In Luke, Jesus goes to Jerusalem as a baby to be presented at the temple (2:21-38), as a 12 year-old boy he debates with teachers and priests in the temple (2:41-49), in his temptations, in the story of the transfiguration (9:31) and finally, as his final journey towards Jerusalem becomes explicit.
‘When the days drew near for him to be taken up, he set his face to go to Jerusalem. (Luke 9:51)
Luke tells us Jesus travels from one town to the next, teaching, ‘as he made his way to Jerusalem’ (Luke 13:22).
While the journey is not direct, the direction never wavers. Jesus does not respond to the temptation to stop, or take up another career.
As a lament, the cry about Jerusalem serves as a prophesy of what is to come and a statement of past rejections, not of Jesus but of the God who sent him. As prophetic words, Jesus’ lament functions in the same way as Mary’s Magnificat, talking in the past about what is to happen in the future. It recalls the love of God as mother seeking to protect and care and the experience of being rejected.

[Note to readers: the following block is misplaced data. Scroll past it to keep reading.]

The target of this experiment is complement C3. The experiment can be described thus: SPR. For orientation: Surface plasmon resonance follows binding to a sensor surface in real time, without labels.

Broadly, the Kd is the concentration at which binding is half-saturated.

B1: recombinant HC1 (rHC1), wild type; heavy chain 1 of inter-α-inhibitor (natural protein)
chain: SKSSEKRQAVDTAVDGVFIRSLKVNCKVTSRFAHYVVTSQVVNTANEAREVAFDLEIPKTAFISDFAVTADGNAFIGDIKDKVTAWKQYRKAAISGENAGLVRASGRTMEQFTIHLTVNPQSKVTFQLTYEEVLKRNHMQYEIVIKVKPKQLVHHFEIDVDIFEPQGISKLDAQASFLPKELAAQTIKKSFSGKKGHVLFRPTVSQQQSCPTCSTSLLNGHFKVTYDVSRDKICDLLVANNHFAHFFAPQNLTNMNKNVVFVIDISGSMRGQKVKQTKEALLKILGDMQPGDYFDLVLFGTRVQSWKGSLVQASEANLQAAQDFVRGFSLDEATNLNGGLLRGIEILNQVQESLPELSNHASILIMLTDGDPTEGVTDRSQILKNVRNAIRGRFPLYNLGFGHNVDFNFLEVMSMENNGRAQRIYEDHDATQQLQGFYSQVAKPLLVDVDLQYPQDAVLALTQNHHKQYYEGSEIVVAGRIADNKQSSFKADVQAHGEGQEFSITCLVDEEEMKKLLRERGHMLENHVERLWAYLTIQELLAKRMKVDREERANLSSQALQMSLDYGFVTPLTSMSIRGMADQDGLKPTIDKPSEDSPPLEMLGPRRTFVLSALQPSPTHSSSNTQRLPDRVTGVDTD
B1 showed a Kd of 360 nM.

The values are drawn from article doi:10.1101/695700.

Sisters and brothers, we must not flinch or give way, we must not try to find excuses in our temptations. God’s love is always, eternally present. Jesus’ behaviour reminds us of our own calling and commitment to do God’s work in this world. Living fully sacramental, sacrificial lives, making holy what God provides us in all our being.
We need to lean into what is ahead of us, not back out. Our ministries, our words, our lives and our work must not be silenced and we must resist the quieter, easier ways that allow us to slide out to a different appointment. Our task is to do the work of the one who sent us, trusting in God always as did our brother Jesus.
And in the final words of today’s Gospel reading, Jesus reminds us, we who are faint of heart: “Blessed is the one who comes in the name of the Lord” (Psalm 118:26). It recalls the song of thanksgiving sung at the joyful entry of the king and deliverer and let us remember, we are part of this hope-filled story too.
The Lord be with you.